There was a distinctly, devilishly awestruck “wow” elicited from a former flame on first sight of my newly natural hair that let me know, in no uncertain terms, I had made the right choice. And long before I began my transition, long after I’d all-but-forgotten it was even there, it was my beaus who’d express their desire to see my natural hair. “Why don’t you wear it like that? I bet it’s beautiful,” they’d say, & still I’d find a way to get defensive or to tell them they were in the wrong.

Why did their simple curiosity put me so on edge? Why did I react as though there were four hundred years of history in our bedroom when it was really two lovers learning about one another minds & bodies. What could be sweeter?

I found the more confident I felt in my own skin, less intrusive those questions felt. The comfort level I need to attend to is not theirs, but my own. They’re already my biggest fans.

Kischa Ford is a writer in New York.

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  • Dimples12553

    I guess I am the opposite. I actually let my man wash and comb my hair. He is actually very gentle with it, more gentle than I am when it comes to doing my own hair. I guess it is because he does not want to hurt me. He likes to put my hair in huge sections so that he can oil it with the sheacoconut butter mix that I made for my hair. He has been doing it for some time now.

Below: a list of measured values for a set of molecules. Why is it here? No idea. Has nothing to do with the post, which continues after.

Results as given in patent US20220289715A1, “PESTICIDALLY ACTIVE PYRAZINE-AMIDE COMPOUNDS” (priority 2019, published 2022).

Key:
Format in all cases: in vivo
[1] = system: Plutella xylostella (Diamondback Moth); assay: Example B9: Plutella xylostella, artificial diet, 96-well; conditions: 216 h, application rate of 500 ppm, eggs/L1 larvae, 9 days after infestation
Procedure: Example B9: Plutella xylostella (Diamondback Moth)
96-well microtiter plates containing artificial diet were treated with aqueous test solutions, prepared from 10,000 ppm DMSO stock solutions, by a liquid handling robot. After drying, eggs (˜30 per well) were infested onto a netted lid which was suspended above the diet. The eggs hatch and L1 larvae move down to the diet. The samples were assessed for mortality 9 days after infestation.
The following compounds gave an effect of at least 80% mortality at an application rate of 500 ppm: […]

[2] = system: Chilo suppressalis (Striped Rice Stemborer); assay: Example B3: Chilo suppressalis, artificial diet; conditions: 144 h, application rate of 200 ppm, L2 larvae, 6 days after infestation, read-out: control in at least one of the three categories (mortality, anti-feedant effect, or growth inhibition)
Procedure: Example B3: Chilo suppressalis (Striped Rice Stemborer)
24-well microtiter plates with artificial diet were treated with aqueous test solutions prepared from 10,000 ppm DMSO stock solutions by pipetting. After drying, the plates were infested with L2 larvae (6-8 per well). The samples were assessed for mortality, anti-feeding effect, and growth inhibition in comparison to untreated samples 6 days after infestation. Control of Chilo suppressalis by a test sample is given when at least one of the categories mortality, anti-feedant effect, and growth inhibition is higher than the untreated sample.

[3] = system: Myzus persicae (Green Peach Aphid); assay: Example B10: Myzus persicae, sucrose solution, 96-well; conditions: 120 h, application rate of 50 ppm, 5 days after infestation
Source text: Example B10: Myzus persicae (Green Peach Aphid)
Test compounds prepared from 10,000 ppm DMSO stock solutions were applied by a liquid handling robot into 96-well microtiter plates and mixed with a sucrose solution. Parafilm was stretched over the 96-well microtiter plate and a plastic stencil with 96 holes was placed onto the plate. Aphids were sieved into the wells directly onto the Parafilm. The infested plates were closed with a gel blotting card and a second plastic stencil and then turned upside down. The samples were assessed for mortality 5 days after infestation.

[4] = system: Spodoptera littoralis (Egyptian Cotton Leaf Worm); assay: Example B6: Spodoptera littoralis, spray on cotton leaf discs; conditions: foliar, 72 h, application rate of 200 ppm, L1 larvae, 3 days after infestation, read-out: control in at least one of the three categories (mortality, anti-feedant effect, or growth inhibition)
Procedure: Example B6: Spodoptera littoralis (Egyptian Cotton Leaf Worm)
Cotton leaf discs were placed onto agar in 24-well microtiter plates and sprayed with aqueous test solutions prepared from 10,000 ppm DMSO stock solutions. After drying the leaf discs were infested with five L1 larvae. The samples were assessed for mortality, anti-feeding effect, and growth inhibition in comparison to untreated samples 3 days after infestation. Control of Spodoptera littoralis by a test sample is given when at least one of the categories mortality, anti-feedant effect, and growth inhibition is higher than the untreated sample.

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  • Kelsie91

    This article is dumb and sad LOL.

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    • GoldenAura

      care to elaborate?

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  • Ynl

    My husband is Black & loves my natural hair. I’ve known him since age 11 so he’s seen my hair & me in every state. He mostly disliked my relaxed hair but he didn’t put emphasis on my hair styles, textures or hair rituals in the course of our daily life. I’ve been approached by men of other ethnicities but never dated &I believe when they’re attracted to us our hair is the last thing they care about. Men will be men no matter what& I think those who believe that Black men treat women worse have been involved with the wrong men or have very little experience being in relationships. As women we have hangups over hair, looks, weight &lots of other nonsense that we should let go off. Love who you love& enjoy your life, and let your man play in that hair if he wants to

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  • mercedesweems